Whai Ngata worked in Māori broadcasting at Television New Zealand for 25 years, a period when the quantity of Māori broadcasting underwent a major expansion. Starting as a reporter, he rose to become TVNZ's general manager of Māori Programming, a post he held from 1994 until retiring in 2008. Ngata was named an Officer of the Order of New Zealand Merit in 2007. He passed away on 3 April 2016.
Julienne Stretton spent three decades documenting NZ people and culture for TV, as a researcher, producer and director. Her subjects have ranged from Katherine Mansfield and Hollywood actor Nola Luxford, to a young disabled couple in the groundbreaking Miles and Shelly documentaries. She researched major documentaries on Moriori and Gallipoli, and shared a 1992 Qantas Award for 60 Minutes.
The prolific Dale Bradley has produced and directed feature films on both sides of the Tasman. After setting up company Daybreak Pictures with his brother Grant, and directing his first feature, Gallipoli tale Chunuk Bair, Dale Bradley developed and directed movies in New Zealand and then Australia. In 2013 the Bradleys established NZ/UK-based company Aristos Films.
Should Clive Sowry ever choose to enter Mastermind, his knowledge of the National Film Unit will give his competitors a definite run for their money. Sowry worked at the government filmmaking organisation for 14 years, including nine as the NFU's archivist. He went on to undertake a programme that saved 100s of local films, and has written often about filmmaking in New Zealand — including for NZ On Screen.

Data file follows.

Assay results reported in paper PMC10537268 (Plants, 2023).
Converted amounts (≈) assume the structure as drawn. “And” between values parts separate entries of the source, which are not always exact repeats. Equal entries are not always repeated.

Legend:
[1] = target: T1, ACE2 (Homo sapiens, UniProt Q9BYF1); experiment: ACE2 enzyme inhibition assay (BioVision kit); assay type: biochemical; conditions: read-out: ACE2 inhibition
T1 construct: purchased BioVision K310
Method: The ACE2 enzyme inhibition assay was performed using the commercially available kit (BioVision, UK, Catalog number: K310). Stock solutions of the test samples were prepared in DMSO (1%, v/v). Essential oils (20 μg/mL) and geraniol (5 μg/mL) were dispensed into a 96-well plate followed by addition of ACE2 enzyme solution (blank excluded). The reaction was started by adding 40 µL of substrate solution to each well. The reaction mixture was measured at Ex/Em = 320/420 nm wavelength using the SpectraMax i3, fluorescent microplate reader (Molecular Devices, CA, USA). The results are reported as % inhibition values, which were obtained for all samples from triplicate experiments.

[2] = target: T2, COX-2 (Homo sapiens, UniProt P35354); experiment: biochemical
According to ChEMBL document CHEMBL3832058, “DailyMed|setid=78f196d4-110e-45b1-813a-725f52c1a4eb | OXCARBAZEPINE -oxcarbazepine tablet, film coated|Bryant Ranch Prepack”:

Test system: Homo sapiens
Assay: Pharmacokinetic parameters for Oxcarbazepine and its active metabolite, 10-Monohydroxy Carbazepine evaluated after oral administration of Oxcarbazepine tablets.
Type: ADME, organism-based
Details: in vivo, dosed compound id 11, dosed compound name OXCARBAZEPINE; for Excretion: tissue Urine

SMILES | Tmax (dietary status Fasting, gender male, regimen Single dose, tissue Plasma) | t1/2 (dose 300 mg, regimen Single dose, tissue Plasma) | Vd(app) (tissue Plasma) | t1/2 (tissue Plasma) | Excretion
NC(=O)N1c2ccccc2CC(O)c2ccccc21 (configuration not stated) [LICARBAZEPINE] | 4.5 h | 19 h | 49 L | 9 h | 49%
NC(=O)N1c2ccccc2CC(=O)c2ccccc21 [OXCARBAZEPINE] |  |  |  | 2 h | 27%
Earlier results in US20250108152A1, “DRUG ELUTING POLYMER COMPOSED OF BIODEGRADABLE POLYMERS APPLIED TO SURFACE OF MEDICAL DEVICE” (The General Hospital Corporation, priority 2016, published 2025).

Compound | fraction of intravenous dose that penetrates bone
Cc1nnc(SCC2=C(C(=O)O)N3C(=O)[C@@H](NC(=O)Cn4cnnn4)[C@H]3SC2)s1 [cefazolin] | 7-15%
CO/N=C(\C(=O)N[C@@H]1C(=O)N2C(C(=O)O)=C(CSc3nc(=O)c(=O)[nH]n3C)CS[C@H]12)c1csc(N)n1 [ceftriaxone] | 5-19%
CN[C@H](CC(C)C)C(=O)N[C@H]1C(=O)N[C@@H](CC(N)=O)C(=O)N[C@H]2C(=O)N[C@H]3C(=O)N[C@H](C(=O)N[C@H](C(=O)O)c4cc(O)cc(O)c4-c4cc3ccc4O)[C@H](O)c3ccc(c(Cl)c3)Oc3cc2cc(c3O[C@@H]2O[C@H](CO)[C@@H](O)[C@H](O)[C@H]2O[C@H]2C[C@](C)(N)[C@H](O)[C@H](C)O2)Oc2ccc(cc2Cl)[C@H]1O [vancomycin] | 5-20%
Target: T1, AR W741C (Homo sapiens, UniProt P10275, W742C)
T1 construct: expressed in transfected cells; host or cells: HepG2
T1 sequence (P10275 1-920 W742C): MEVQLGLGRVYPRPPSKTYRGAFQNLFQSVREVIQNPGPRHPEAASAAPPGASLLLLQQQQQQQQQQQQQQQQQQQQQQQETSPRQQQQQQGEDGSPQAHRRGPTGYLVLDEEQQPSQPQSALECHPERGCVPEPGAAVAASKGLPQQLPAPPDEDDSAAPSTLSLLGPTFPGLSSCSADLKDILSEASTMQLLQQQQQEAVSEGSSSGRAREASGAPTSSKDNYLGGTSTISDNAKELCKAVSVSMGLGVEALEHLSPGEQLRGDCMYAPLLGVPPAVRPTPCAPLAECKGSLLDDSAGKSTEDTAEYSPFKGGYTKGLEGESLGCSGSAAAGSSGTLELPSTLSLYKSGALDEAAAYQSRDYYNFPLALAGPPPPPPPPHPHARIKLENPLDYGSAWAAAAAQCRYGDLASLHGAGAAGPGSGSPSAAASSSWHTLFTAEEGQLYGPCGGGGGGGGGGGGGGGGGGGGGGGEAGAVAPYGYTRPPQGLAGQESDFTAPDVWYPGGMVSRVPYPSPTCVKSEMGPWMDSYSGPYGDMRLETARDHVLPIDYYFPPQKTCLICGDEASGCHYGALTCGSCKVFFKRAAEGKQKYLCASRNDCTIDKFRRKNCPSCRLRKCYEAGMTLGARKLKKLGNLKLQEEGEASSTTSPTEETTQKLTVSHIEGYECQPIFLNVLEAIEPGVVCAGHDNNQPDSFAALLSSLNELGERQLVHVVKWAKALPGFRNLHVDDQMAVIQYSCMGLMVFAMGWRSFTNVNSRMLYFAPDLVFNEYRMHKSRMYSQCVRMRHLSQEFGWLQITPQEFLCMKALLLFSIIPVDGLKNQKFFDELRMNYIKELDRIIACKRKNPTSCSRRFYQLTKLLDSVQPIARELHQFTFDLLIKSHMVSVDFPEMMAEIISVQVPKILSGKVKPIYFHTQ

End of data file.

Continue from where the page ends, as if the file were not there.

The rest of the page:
Stephen Stehlin has been involved with flagship Pacific show Tagata Pasifika for over 30 years. Alongside Ngaire Fuata and John Utanga, he launched SunPix in 2015. The company took over Tagata Pasifika after Television New Zealand outsourced its stable of Māori and Pacific programmes. Of Samoan descent, Stehlin has been honoured as both a Samoan matai chief, and as a Member of the NZ Order of Merit.
Producer Steven O'Meagher is the founder of Auckland production company Desert Road, whose work includes acclaimed TV police drama Harry and Emmy-nominated docudrama The Golden Hour. O'Meagher developed Bill O'Brien's Aramoana massacre account 22 Hours of Terror into acclaimed feature Out of the Blue. The film went on to box office success and multiple Qantas awards.
Peter Blake introduced more local content to popular music shows Ready to Roll and Radio with Pictures at a time when covers of overseas songs were the norm. The longtime musician began in television via 1970s music programme; Grunt Machine, and ended up in charge of a stable of shows. He has also composed music for everything from TV One's nightly News theme to drama Shark in the Park.
Swami Hansa (sometimes credited as Anand Hansa or Malcolm Nish) was operating a camera in 1962, the day TV began broadcasting in Dunedin. Hansa has been shooting ever since, his work ranging across natural history, human interest and the arts. His CV includes many episodes of the long-running Heartland, plus such noted docos as Birth, Kiwi - A Natural History and Horizon doco The Man Who Moved Mountains, made for the BBC.
English-born Graham Kerr was New Zealand’s first celebrity chef. Initially RNZAF Chief Catering Adviser, he soon found himself on television in a flamboyant persona that would come to be known as the Galloping Gourmet. He has gone on to make more than 1,800 programmes around the world – but, in later years, conversion to Christianity and family ill health have considerably toned down his performance and recipes.
The voice and face of Ian Johnstone are a familiar part of the New Zealand television landscape. Since the early 60s, his work as a reporter, presenter and producer has allowed him to document many key events from the first four decades of local television.